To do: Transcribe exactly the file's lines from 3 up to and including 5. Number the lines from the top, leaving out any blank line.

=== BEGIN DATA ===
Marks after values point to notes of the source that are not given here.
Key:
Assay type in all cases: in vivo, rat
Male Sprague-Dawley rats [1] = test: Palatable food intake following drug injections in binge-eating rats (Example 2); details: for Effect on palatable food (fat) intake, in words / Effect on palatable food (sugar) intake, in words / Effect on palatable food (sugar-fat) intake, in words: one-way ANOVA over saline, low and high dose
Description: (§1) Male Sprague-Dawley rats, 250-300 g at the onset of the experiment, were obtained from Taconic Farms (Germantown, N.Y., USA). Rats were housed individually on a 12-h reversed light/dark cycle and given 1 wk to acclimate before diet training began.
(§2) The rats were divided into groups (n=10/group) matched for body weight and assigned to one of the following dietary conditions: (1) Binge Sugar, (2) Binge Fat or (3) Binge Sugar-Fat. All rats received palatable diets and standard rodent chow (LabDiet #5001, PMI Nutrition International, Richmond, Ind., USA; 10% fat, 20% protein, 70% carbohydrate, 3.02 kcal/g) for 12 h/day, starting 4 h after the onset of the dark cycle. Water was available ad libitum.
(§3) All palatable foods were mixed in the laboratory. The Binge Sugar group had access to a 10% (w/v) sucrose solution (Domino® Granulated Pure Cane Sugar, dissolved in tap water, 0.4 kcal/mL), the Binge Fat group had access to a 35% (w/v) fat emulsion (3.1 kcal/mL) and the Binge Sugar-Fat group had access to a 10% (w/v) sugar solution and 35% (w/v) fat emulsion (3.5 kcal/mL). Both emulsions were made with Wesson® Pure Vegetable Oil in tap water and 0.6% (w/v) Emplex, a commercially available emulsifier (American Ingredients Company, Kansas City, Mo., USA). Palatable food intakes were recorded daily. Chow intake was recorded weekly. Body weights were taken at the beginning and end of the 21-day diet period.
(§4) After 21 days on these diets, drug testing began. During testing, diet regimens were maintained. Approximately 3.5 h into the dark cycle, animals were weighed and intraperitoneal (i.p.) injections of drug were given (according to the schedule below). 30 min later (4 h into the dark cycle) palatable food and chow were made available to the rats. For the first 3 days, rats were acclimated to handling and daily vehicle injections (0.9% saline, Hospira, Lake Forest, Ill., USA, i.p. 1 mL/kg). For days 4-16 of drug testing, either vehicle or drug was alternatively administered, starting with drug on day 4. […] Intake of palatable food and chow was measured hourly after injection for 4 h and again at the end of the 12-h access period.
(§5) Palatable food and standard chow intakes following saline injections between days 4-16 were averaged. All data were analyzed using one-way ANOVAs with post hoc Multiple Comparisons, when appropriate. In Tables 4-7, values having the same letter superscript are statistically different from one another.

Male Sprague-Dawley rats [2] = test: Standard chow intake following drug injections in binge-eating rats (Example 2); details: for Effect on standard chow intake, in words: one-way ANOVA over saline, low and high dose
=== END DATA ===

Assay type in all cases: in vivo, rat
Male Sprague-Dawley rats [1] = test: Palatable food intake following drug injections in binge-eating rats (Example 2); details: for Effect on palatable food (fat) intake, in words / Effect on palatable food (sugar) intake, in words / Effect on palatable food (sugar-fat) intake, in words: one-way ANOVA over saline, low and high dose
Description: (§1) Male Sprague-Dawley rats, 250-300 g at the onset of the experiment, were obtained from Taconic Farms (Germantown, N.Y., USA). Rats were housed individually on a 12-h reversed light/dark cycle and given 1 wk to acclimate before diet training began.